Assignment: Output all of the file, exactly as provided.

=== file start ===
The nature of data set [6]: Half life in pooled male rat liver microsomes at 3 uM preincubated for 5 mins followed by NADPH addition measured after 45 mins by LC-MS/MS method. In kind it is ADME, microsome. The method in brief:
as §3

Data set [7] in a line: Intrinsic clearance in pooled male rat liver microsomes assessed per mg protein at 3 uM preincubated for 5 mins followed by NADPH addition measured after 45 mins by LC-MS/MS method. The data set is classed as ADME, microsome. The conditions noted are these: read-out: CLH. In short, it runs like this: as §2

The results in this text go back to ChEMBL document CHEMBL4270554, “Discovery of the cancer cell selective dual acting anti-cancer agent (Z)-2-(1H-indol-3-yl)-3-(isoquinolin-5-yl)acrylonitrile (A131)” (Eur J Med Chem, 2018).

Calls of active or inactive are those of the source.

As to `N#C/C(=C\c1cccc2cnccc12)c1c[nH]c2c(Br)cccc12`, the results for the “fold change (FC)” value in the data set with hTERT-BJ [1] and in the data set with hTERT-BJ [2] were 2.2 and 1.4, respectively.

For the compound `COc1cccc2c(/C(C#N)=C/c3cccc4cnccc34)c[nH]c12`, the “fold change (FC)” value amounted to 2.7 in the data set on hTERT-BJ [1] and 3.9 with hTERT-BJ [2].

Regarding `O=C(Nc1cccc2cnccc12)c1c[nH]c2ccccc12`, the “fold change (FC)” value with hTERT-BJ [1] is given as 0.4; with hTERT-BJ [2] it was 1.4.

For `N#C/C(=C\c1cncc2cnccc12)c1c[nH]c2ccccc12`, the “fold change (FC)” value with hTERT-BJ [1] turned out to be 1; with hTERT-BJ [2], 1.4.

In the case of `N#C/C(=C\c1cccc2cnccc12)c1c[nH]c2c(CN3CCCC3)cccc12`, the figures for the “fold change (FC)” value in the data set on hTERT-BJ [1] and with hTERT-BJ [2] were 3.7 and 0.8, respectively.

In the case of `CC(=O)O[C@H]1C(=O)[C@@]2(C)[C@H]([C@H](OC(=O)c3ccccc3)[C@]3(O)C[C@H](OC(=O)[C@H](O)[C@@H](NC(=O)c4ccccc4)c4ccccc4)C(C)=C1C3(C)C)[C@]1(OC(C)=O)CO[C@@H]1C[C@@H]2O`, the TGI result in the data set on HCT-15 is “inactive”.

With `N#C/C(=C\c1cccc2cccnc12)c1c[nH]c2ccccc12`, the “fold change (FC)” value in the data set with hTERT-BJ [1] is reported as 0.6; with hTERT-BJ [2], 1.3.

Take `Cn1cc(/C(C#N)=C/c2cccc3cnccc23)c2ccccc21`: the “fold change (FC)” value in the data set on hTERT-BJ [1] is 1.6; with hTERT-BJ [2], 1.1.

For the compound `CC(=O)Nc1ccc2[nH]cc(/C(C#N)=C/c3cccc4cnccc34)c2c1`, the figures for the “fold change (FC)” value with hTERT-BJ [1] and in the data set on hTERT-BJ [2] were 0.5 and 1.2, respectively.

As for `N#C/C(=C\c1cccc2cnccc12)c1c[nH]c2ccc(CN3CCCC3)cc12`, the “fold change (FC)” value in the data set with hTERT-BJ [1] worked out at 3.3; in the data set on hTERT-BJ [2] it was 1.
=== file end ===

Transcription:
The nature of data set [6]: Half life in pooled male rat liver microsomes at 3 uM preincubated for 5 mins followed by NADPH addition measured after 45 mins by LC-MS/MS method. In kind it is ADME, microsome. The method in brief:
as §3

Data set [7] in a line: Intrinsic clearance in pooled male rat liver microsomes assessed per mg protein at 3 uM preincubated for 5 mins followed by NADPH addition measured after 45 mins by LC-MS/MS method. The data set is classed as ADME, microsome. The conditions noted are these: read-out: CLH. In short, it runs like this: as §2

The results in this text go back to ChEMBL document CHEMBL4270554, “Discovery of the cancer cell selective dual acting anti-cancer agent (Z)-2-(1H-indol-3-yl)-3-(isoquinolin-5-yl)acrylonitrile (A131)” (Eur J Med Chem, 2018).

Calls of active or inactive are those of the source.

As to `N#C/C(=C\c1cccc2cnccc12)c1c[nH]c2c(Br)cccc12`, the results for the “fold change (FC)” value in the data set with hTERT-BJ [1] and in the data set with hTERT-BJ [2] were 2.2 and 1.4, respectively.

For the compound `COc1cccc2c(/C(C#N)=C/c3cccc4cnccc34)c[nH]c12`, the “fold change (FC)” value amounted to 2.7 in the data set on hTERT-BJ [1] and 3.9 with hTERT-BJ [2].

Regarding `O=C(Nc1cccc2cnccc12)c1c[nH]c2ccccc12`, the “fold change (FC)” value with hTERT-BJ [1] is given as 0.4; with hTERT-BJ [2] it was 1.4.

For `N#C/C(=C\c1cncc2cnccc12)c1c[nH]c2ccccc12`, the “fold change (FC)” value with hTERT-BJ [1] turned out to be 1; with hTERT-BJ [2], 1.4.

In the case of `N#C/C(=C\c1cccc2cnccc12)c1c[nH]c2c(CN3CCCC3)cccc12`, the figures for the “fold change (FC)” value in the data set on hTERT-BJ [1] and with hTERT-BJ [2] were 3.7 and 0.8, respectively.

In the case of `CC(=O)O[C@H]1C(=O)[C@@]2(C)[C@H]([C@H](OC(=O)c3ccccc3)[C@]3(O)C[C@H](OC(=O)[C@H](O)[C@@H](NC(=O)c4ccccc4)c4ccccc4)C(C)=C1C3(C)C)[C@]1(OC(C)=O)CO[C@@H]1C[C@@H]2O`, the TGI result in the data set on HCT-15 is “inactive”.

With `N#C/C(=C\c1cccc2cccnc12)c1c[nH]c2ccccc12`, the “fold change (FC)” value in the data set with hTERT-BJ [1] is reported as 0.6; with hTERT-BJ [2], 1.3.

Take `Cn1cc(/C(C#N)=C/c2cccc3cnccc23)c2ccccc21`: the “fold change (FC)” value in the data set on hTERT-BJ [1] is 1.6; with hTERT-BJ [2], 1.1.

For the compound `CC(=O)Nc1ccc2[nH]cc(/C(C#N)=C/c3cccc4cnccc34)c2c1`, the figures for the “fold change (FC)” value with hTERT-BJ [1] and in the data set on hTERT-BJ [2] were 0.5 and 1.2, respectively.

As for `N#C/C(=C\c1cccc2cnccc12)c1c[nH]c2ccc(CN3CCCC3)cc12`, the “fold change (FC)” value in the data set with hTERT-BJ [1] worked out at 3.3; in the data set on hTERT-BJ [2] it was 1.